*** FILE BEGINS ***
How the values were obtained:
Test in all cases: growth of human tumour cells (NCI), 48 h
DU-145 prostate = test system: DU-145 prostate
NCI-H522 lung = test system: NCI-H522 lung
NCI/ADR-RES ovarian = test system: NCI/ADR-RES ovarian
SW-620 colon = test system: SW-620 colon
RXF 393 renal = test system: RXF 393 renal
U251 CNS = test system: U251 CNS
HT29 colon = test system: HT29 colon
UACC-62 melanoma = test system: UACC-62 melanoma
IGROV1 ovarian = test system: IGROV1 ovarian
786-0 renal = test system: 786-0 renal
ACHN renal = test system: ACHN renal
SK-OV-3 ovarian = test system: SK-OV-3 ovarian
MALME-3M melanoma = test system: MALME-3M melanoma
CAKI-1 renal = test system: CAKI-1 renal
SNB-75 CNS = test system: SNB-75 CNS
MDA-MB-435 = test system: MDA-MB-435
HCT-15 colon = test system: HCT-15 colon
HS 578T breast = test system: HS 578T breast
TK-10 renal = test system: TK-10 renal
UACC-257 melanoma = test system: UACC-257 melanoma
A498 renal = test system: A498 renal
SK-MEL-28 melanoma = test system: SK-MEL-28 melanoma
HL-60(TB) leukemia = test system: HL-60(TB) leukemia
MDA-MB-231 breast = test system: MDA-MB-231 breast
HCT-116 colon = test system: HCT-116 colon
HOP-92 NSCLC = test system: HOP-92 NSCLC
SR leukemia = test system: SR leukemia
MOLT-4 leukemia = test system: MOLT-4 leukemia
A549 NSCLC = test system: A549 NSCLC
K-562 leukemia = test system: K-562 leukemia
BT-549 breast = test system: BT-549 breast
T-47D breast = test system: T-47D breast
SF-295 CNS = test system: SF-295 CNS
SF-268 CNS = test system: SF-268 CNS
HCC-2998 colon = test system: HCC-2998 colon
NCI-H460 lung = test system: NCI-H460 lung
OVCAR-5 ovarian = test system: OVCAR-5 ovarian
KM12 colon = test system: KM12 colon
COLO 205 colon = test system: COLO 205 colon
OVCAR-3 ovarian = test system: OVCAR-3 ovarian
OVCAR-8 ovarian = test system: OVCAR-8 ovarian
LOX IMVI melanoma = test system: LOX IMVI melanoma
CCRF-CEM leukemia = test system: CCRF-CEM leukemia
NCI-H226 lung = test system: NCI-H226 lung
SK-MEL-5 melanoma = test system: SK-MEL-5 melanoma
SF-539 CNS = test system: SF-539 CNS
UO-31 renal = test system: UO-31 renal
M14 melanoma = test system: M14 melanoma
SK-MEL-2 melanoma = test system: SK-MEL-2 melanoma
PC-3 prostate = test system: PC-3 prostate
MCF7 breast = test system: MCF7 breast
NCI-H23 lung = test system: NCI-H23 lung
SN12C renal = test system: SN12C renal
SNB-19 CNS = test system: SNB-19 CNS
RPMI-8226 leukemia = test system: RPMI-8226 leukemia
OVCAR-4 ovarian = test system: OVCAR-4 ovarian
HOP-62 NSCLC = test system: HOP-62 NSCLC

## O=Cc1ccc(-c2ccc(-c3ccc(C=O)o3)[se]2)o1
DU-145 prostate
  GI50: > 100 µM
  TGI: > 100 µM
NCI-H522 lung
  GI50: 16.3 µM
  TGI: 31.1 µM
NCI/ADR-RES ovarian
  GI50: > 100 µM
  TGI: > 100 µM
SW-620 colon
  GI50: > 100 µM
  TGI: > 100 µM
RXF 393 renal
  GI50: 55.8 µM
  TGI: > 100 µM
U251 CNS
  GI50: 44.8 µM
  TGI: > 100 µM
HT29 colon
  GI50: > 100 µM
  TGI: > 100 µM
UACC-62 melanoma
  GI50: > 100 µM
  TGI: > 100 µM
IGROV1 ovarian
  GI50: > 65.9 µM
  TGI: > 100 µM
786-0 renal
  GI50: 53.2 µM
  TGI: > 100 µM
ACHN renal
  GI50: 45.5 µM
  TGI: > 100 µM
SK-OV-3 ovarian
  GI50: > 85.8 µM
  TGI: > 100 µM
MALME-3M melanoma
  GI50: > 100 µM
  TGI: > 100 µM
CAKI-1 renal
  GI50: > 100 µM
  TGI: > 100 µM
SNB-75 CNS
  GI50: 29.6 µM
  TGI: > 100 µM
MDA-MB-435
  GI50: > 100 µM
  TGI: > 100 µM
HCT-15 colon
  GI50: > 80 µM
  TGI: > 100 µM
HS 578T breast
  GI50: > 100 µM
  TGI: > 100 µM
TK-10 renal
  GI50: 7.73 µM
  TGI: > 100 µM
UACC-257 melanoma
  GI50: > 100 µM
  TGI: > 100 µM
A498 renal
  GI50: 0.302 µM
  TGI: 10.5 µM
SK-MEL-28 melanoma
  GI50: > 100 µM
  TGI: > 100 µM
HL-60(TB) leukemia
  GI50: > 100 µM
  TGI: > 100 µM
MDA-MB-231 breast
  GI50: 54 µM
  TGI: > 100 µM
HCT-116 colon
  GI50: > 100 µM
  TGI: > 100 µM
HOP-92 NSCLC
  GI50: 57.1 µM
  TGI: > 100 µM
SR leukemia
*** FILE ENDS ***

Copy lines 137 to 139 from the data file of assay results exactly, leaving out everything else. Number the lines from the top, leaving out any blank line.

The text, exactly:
  GI50: 57.1 µM
  TGI: > 100 µM
SR leukemia